Raoul Wallenberg, a portrait in determination

PHOTO: Nordia House Exhibit Director Chaney Harter explains a panel in the exhibit to a visitor. The exhibit runs through March 30. Photo by Deborah Moon


In just six months Swedish diplomat Raoul Wallenberg saved thousands of Hungarian Jews from the Nazis before he himself disappeared. A new exhibit in Portland (see below) provides the historic and personal context to understand a remarkable man and the horrendous situation he found when he accepted the Swedish diplomatic post in Budapest.

“This story requires a lot of context to understand the magnitude of what Raoul Wallenberg did,” says Nordia House exhibit director Chaney Harter.

The 14-panel exhibit at Nordia House in Southwest Portland includes Wallenberg’s birth shortly after his father died of cancer, his education at the University of Michigan, and his early career in South Africa and pre-state Israel. Other panels present the situation in Budapest, background on the Holocaust, the actions Wallenberg took in Budapest and his disappearance.

In addition to the exhibit, Nordia House is hosting programs to provide additional context. The opening celebration of the exhibit in February featured presentations by April Slabosheski, Holocaust educator at the Oregon Jewish Museum and Center for Holocaust Education, and Leslie and Eva Aigner. Both Leslie and Eva lived in Budapest before the war, survived the Holocaust, made their home in the Portland area and are part of OJMCHE’s Speakers’ Bureau. A lecture is planned in early March featuring Natan Meir, who is the Lorry I. Lokey Chair in Judaic Studies at Portland State University.

“Historically during times of persecution and oppression, and especially with the use of fear and violence that was so present during the Holocaust, we see bystanders’ values slowly changing and people becoming less likely to intervene when atrocity is taking place,” says April.

“Something I admire about Wallenberg, and the decision of the Swedish Ministry for Foreign Affairs to send him to Budapest, is their strong sense of certainty, selflessness and determination that the persecution of Hungarian Jews was unjust and that something must be done to help.”

Wallenberg gave thousands of Jews Protective Passports, which gave them temporary Swedish citizenship. Chaney says there are reports of Wallenberg arriving at train stations as transports were leaving for the death camps and writing out passports and pulling people off the trains. She said he would arrive at the depot with a list of Swedish “citizens” to give the Nazis and would add names to the list on the spot.

Wallenberg also rented dozens of buildings in Budapest and declared them Swedish territory. “People lived in these Wallenberg Houses,” says Chaney. Since no precise records were kept, the number of those he saved is uncertain, but estimates range from 15,000 to 30,000. Among the “Wallenberg survivors” were biochemist Lars Ernster and U.S. Rep. Tom Lantos.

April adds, “Wallenberg’s actions remind us that there are methods for intervening when persecution is taking place and offer an example of a time when intervention saved tens of thousands of lives. I think this is of critical importance today, as atrocities continue to take place and we often find ourselves wondering what can be done to help.”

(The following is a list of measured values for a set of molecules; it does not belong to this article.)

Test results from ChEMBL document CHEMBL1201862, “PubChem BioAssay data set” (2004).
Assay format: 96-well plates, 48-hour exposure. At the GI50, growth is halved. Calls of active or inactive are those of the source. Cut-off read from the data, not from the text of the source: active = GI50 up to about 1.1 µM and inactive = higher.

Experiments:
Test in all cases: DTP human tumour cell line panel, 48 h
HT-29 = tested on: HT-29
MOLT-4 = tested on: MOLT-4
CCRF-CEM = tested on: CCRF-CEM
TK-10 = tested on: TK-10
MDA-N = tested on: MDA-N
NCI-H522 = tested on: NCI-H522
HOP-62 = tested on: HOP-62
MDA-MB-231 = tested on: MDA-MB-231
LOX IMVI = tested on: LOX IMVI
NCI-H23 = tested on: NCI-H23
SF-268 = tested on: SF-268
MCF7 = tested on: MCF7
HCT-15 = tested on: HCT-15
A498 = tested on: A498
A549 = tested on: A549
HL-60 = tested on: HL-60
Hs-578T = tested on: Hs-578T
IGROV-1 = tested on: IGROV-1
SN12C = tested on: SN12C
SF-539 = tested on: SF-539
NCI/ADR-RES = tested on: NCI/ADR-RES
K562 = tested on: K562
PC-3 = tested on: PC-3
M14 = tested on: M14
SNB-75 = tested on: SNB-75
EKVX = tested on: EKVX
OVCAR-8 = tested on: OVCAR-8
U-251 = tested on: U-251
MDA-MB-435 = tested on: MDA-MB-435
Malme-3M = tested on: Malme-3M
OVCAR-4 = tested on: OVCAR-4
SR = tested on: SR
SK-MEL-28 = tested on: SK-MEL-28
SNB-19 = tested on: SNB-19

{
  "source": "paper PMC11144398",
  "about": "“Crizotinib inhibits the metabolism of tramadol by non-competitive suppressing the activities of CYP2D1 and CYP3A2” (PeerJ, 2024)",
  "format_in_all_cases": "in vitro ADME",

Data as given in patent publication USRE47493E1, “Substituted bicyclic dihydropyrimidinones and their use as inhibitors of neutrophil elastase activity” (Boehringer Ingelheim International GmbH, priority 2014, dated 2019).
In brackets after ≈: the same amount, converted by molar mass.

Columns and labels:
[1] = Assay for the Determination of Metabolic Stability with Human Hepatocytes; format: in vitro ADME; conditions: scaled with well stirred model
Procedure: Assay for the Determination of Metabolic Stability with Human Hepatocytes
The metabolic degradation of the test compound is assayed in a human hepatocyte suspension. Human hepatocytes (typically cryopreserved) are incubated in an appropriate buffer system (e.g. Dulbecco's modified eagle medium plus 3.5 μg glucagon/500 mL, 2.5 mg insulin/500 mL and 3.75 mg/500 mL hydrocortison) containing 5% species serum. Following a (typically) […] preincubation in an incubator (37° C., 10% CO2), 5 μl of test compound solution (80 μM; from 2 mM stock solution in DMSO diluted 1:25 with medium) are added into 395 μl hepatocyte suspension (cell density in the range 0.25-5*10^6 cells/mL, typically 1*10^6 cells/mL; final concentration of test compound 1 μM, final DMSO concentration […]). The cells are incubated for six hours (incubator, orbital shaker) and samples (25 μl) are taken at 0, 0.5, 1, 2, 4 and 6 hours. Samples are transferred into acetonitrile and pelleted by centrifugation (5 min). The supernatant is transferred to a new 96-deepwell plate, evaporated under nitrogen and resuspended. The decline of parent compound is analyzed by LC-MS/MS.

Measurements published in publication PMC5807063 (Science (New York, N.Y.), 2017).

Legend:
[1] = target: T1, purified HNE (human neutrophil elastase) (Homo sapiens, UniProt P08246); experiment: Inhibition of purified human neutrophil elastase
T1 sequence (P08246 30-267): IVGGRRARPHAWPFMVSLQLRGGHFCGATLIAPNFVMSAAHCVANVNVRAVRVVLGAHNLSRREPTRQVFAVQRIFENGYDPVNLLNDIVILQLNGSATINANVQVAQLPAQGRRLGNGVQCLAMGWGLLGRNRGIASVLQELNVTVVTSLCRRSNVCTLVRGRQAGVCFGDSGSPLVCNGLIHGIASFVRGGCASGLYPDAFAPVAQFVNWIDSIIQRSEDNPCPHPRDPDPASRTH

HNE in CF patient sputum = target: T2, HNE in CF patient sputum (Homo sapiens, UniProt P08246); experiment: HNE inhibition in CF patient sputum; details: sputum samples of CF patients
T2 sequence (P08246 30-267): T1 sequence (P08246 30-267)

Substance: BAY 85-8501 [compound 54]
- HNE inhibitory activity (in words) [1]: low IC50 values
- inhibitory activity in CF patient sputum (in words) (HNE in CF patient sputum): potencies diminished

Though both the Nazis and the Hungarian fascists opposed Wallenberg, he disappeared when he and his driver went to a meeting with the Soviets, whose army was approaching the city. Unconfirmed reports indicate he died in Siberia in the 1950s.

The exhibit was created by the Swedish Institute in Stockholm and is sponsored locally by Barry and Darlene Peterson and EPrint, which printed the panels from the digital images provided by the institute. Nordia House will keep the panels and plans to share them with other West Coast venues that want to present the exhibit.

Sandra Nelson Miller, Nordia House interim executive director, says she was excited about the opportunity to participate. “This exhibit is a wonderful reminder about how to think about resistance and how cruel people can be to one another.”

Nordia House is the cultural center of the Scandinavian organization Nordic Northwest, whose mission is to celebrate the contributions of the Nordic countries to the world.

“We have always wanted to share the story of Raoul Wallenberg,” says Chaney. “It is one of those stories that give you faith in humanity and makes you want to be braver and stand up for your values.”

“May we all have a little bit of Raoul Wallenberg in us.”


Raoul Wallenberg: To Me There’s No Other Choice

WHAT: Exhibit about Swedish diplomat Raoul Wallenberg, who saved thousands of Jews in Budapest in 1944.

EXHIBIT: 9 am-5 pm through March 30

PROGRAMS: Les and Eva Aigner, Holocaust survivors who lived in Budapest, share their story, March 4

PSU Judaic Studies Professor Natan Meir, March 7

WHERE: Nordia House, 8800 SW Oleson Road, Portland

INFORMATION: scanheritage.org | 503-977-0275






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